The Obama administration is planning to ask Congress today to pass a "privacy bill of rights" to protect Americans from intrusive data gathering, amid growing concern about the tracking and targeting of Internet users.
According to the Wall Street Journal, a person familiar with the issue, said that Lawrence E. Strickling, an assistant secretary of commerce, is expected to call for the legislation at a hearing of the Senate Commerce Committee.
The administration, according to this person, will back a law that follows the outlines of a report issued by the Commerce Department in December. The administration wants any new rules to be enforceable and will look to expand the Federal Trade Commission's authority.
Among other things, the December report suggested that companies should ask an individual's permission to use personal data for a purpose other than for which it was collected. The administration also eventually could propose that consumers be given the right to access information about themselves and to have the information stored securely, the person said.
The administration's plan to push for legislation reflects a shifting attitude by the government, which for more than a decade favored a hands-off approach to the Internet. Officials have said the increasing intrusiveness of online tracking has forced them to reassess that approach.
In the past year, The Wall Street Journal's "What They Know" series has revealed that popular websites install thousands of tracking technologies on people's computers without their knowledge, feeding an industry that gathers and sells information on their finances, political leanings and religious interests, among other things.
In December, the FTC called for development of a "do not track" system that would let Internet users avoid having their online activity monitored. And the makers of the two most-popular Web browsers—Microsoft Corp. and Mozilla Corp.—have said they are incorporating do-not-track features in current or future products.
Now, a group of about 30 online-advertising companies is preparing to break with most of the industry and support a proposal for a single do-not-track tool. The group, which includes Exponential Interactive Inc., Burst Media Corp., Audience Science Inc., Casale Media Inc. and Specific Media LLC, said it wants the ad industry to work with browser makers to develop one technology solution that would let Internet users avoid being tracked.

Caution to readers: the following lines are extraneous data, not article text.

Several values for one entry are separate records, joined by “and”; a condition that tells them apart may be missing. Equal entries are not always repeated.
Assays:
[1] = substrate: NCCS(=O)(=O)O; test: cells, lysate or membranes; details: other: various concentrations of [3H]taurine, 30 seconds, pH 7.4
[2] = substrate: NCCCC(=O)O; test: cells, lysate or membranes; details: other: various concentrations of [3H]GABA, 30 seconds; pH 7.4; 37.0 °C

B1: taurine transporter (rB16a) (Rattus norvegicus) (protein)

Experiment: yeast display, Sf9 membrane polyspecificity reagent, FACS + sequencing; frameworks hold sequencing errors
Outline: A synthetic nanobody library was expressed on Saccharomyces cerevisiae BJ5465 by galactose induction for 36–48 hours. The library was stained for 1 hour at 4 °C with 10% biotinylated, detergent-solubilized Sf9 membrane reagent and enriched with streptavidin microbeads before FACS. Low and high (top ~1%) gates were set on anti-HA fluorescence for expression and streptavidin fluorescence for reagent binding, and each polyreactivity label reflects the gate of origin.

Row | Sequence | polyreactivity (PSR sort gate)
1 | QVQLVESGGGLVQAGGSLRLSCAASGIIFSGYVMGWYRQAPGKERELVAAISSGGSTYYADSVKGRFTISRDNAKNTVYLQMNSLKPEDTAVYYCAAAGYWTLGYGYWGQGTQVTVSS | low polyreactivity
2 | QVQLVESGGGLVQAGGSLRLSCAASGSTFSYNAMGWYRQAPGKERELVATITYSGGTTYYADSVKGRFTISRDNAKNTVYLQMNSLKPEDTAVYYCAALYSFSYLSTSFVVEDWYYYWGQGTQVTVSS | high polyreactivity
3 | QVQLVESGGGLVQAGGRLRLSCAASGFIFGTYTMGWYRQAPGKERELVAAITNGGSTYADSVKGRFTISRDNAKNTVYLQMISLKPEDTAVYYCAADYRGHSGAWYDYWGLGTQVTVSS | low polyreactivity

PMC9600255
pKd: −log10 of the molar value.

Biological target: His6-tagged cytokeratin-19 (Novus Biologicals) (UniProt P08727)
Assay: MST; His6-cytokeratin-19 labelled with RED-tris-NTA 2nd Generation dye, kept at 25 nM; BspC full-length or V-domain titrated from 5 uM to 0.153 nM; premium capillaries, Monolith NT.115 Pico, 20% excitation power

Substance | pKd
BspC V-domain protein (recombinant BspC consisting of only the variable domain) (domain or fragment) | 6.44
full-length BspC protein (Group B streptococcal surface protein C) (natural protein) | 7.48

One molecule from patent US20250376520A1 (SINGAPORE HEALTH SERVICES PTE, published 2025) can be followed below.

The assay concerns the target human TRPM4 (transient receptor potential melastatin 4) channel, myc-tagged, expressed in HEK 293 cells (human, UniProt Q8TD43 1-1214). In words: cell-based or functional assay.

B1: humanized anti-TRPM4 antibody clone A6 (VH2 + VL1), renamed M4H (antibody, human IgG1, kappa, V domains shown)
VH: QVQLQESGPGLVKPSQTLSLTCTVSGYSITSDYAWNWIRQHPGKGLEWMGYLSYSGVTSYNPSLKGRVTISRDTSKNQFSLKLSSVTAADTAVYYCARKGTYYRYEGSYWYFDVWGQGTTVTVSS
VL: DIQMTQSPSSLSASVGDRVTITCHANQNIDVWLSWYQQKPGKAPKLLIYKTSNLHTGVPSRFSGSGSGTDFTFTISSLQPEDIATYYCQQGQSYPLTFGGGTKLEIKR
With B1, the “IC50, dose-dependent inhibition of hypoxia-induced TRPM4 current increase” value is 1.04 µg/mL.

"It is really a simple, explicit and permanent way for the user to indicate their intent not to be tracked. All they have to do is check a simple box in the browser," said Dilip DaSilva, chief executive of Exponential Interactive. The company operates Tribal Fusion, the 13th-largest online-advertising network in the U.S., reaching 146.1 million unique U.S. visitors monthly, according to research firm comScore Inc.
The group's proposal bucks the industry's major trade groups, which have said their members don't know how to accommodate browser do-not-track requests, and have backed alternative ways for Web surfers to elect not to be tracked. In recent months, the industry has been promoting an icon that appears on certain online ads to alert consumers they are being targeted and lets them opt out of tracking by dozens of ad networks.
Tuesday, Mike Zaneis, senior vice president and general counsel of the Interactive Advertising Bureau, said the new proposal was from a "small group of advertising networks." But, he added, "We want to work with all the browser companies to see if this is technically feasible."
The Commerce Department's December report suggested creating a privacy bill of rights but, until now, the administration hasn't called for specific legislation. The person familiar with the matter said officials would "begin a process of working with Congress on defining" the privacy protections to be included in the law.
Several legislative proposals on privacy have been circulated on Capitol Hill in recent weeks. Sens. John McCain, an Arizona Republican, and John Kerry, a Massachusetts Democrat, have been distributing a draft bill that broadly tracks the Commerce recommendations, which were developed in part by Sen. Kerry's brother Cameron.